China passes the Hong Kong security law: Standing Committee meeting ongoing

China passes the Hong Kong security law Standing Committee meeting ongoing
China passes the Hong Kong security law Standing Committee meeting ongoing

China passes the Hong Kong security law that authorities fear will break political freedoms and floor the way for China to bond its control over the semi-autonomous empire.

China passes the Hong Kong security law Controversy

Beijing’s top lawmaking body has consistently passed a sweeping national security law for Hong Kong banning acts of retirement, ruin, terrorism and cooperation with foreign forces to endanger national security.

The law, approved by the National People’s Congress Standing Committee on Tuesday, is expected to carry a maximum penalty of life in jail. “The passing of the national security law is a painful moment for the people of Hong Kong and represents the greatest threat to human rights in the city’s recent history,” said Joshua Rosenzweig, the head of Amnesty International’s China Team. “From now on, China will have the power to impose its laws on any criminal suspect it chooses,” he said.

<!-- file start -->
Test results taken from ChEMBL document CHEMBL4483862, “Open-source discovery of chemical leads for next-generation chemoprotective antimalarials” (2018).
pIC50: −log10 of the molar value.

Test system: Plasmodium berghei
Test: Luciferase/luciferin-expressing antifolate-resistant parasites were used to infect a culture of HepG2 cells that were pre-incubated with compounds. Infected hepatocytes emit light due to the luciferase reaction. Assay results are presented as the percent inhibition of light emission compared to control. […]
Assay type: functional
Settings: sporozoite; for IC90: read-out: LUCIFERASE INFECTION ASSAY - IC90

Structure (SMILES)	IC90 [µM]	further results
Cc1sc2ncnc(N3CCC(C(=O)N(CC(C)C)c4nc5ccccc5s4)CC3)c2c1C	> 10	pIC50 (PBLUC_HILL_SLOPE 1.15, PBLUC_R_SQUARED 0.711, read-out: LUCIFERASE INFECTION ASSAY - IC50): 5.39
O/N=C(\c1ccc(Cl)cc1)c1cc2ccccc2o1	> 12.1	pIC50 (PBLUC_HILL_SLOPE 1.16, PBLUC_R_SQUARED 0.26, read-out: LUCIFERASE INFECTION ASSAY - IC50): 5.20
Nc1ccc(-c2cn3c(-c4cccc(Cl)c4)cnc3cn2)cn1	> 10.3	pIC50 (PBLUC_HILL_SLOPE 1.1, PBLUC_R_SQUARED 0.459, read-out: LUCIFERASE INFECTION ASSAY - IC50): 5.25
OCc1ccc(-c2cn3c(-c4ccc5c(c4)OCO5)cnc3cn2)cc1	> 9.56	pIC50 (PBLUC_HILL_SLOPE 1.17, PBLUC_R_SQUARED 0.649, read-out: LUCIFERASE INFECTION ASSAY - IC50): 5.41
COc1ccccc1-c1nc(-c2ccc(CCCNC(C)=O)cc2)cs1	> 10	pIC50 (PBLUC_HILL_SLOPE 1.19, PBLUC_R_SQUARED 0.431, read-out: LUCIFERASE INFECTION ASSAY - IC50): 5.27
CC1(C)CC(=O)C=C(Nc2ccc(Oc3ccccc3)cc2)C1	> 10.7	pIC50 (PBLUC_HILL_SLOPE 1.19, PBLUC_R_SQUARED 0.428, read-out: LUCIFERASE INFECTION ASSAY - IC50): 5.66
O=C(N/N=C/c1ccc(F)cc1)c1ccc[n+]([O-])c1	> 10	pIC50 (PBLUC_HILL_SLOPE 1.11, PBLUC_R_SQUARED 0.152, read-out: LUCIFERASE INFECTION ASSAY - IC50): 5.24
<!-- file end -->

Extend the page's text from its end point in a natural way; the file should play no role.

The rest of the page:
Officially not confirmed

The passing of the law has not been officially confirmed, and details remain unclear. But RTHK reports that possible maximum sentencing for crimes under the law will be “much higher” than ten years imprisonment.

Hong Kong’s Chief Executive Carrie Lam refused to comment on the progress of the bill in her weekly press conference on Tuesday morning, saying it would be “inappropriate” to respond to questions while the NPC meeting is still in progress.

On Sunday, the standing committee began a special meeting fast-tracking the bill, which was passed on the last day of the three-day session.

When standing committee passed the law

The Post has been told the Basic Law Committee, which advises Beijing on Hong Kong’s mini-constitution, would meet “immediately after the standing committee passed the law to discuss its insertion into Annex III of the Basic Law”.

A source familiar with the situation had said Xinhua, the official state news agency, would publish the details later, marking the first time the law is fully disclosed to the public.

Countries, including the U.K., have criticized Beijing over the law, which they say will infringe on the rights of Hong Kong citizens. The European Parliament this month voted for the EU to take China to the International Court of Justice if the national security law is imposed on Hong Kong, Reuters reported. For more Politics news click here.